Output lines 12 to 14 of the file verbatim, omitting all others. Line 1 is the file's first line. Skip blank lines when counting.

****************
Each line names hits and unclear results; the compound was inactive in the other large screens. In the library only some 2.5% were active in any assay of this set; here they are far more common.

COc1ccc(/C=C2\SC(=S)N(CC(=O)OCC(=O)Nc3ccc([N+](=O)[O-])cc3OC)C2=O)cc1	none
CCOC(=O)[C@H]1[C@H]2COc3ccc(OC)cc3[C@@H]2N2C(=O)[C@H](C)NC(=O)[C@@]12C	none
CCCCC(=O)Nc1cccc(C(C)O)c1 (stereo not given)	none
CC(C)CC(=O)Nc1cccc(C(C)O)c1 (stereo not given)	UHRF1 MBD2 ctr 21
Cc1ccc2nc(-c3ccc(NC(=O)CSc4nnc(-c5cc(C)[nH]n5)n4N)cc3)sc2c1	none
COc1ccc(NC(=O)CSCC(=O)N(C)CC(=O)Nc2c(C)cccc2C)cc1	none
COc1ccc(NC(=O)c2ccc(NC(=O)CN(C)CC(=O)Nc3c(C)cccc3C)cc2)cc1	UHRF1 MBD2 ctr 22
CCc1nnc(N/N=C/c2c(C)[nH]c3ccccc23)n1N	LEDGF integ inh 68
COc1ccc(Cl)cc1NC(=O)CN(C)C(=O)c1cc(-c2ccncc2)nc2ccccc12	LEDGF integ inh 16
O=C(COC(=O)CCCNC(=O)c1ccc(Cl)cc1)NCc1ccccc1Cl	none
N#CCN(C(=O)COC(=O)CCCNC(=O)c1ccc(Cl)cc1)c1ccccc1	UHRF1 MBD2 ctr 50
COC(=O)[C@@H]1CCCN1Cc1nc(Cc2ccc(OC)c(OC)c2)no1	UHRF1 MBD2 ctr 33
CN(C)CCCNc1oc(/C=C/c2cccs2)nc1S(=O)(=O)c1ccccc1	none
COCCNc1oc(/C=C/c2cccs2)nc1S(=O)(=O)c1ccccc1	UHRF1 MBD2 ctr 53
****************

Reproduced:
N#CCN(C(=O)COC(=O)CCCNC(=O)c1ccc(Cl)cc1)c1ccccc1	UHRF1 MBD2 ctr 50
COC(=O)[C@@H]1CCCN1Cc1nc(Cc2ccc(OC)c(OC)c2)no1	UHRF1 MBD2 ctr 33
CN(C)CCCNc1oc(/C=C/c2cccs2)nc1S(=O)(=O)c1ccccc1	none